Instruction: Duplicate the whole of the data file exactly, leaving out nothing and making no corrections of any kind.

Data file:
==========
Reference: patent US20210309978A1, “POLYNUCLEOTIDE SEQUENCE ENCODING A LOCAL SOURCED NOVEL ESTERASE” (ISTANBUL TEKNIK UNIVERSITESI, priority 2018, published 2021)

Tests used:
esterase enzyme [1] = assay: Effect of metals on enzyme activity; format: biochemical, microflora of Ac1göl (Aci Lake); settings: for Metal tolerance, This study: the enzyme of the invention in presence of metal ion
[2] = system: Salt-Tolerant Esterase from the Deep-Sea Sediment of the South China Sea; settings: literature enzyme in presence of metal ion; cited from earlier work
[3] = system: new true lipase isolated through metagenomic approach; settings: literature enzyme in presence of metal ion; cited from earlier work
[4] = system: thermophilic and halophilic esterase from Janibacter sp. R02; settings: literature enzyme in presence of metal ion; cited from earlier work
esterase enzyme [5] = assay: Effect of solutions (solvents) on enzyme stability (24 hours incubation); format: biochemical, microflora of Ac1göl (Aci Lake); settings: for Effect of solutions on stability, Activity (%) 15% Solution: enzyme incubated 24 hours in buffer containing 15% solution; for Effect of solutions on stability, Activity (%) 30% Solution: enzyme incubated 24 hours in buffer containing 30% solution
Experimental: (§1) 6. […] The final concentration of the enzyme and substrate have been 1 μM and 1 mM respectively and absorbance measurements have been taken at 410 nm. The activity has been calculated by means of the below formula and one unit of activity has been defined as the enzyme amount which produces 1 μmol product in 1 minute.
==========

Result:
Reference: patent US20210309978A1, “POLYNUCLEOTIDE SEQUENCE ENCODING A LOCAL SOURCED NOVEL ESTERASE” (ISTANBUL TEKNIK UNIVERSITESI, priority 2018, published 2021)

Tests used:
esterase enzyme [1] = assay: Effect of metals on enzyme activity; format: biochemical, microflora of Ac1göl (Aci Lake); settings: for Metal tolerance, This study: the enzyme of the invention in presence of metal ion
[2] = system: Salt-Tolerant Esterase from the Deep-Sea Sediment of the South China Sea; settings: literature enzyme in presence of metal ion; cited from earlier work
[3] = system: new true lipase isolated through metagenomic approach; settings: literature enzyme in presence of metal ion; cited from earlier work
[4] = system: thermophilic and halophilic esterase from Janibacter sp. R02; settings: literature enzyme in presence of metal ion; cited from earlier work
esterase enzyme [5] = assay: Effect of solutions (solvents) on enzyme stability (24 hours incubation); format: biochemical, microflora of Ac1göl (Aci Lake); settings: for Effect of solutions on stability, Activity (%) 15% Solution: enzyme incubated 24 hours in buffer containing 15% solution; for Effect of solutions on stability, Activity (%) 30% Solution: enzyme incubated 24 hours in buffer containing 30% solution
Experimental: (§1) 6. […] The final concentration of the enzyme and substrate have been 1 μM and 1 mM respectively and absorbance measurements have been taken at 410 nm. The activity has been calculated by means of the below formula and one unit of activity has been defined as the enzyme amount which produces 1 μmol product in 1 minute.